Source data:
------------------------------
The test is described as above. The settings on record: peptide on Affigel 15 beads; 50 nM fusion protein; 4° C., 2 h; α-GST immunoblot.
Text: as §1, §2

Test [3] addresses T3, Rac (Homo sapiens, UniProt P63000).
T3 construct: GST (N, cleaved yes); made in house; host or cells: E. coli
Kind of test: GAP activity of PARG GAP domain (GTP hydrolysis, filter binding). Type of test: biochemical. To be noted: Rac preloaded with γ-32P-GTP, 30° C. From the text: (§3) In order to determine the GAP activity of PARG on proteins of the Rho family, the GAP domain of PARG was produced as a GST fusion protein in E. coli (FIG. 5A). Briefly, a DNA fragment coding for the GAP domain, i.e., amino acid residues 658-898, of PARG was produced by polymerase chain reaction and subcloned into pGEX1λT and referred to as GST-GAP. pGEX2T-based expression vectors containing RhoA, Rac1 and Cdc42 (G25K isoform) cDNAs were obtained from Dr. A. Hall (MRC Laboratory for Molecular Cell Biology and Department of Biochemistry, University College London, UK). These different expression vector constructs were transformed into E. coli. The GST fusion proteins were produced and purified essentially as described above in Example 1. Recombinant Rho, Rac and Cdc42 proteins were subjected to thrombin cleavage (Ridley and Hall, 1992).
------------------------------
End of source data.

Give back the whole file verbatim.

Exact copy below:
The test is described as above. The settings on record: peptide on Affigel 15 beads; 50 nM fusion protein; 4° C., 2 h; α-GST immunoblot.
Text: as §1, §2

Test [3] addresses T3, Rac (Homo sapiens, UniProt P63000).
T3 construct: GST (N, cleaved yes); made in house; host or cells: E. coli
Kind of test: GAP activity of PARG GAP domain (GTP hydrolysis, filter binding). Type of test: biochemical. To be noted: Rac preloaded with γ-32P-GTP, 30° C. From the text: (§3) In order to determine the GAP activity of PARG on proteins of the Rho family, the GAP domain of PARG was produced as a GST fusion protein in E. coli (FIG. 5A). Briefly, a DNA fragment coding for the GAP domain, i.e., amino acid residues 658-898, of PARG was produced by polymerase chain reaction and subcloned into pGEX1λT and referred to as GST-GAP. pGEX2T-based expression vectors containing RhoA, Rac1 and Cdc42 (G25K isoform) cDNAs were obtained from Dr. A. Hall (MRC Laboratory for Molecular Cell Biology and Department of Biochemistry, University College London, UK). These different expression vector constructs were transformed into E. coli. The GST fusion proteins were produced and purified essentially as described above in Example 1. Recombinant Rho, Rac and Cdc42 proteins were subjected to thrombin cleavage (Ridley and Hall, 1992).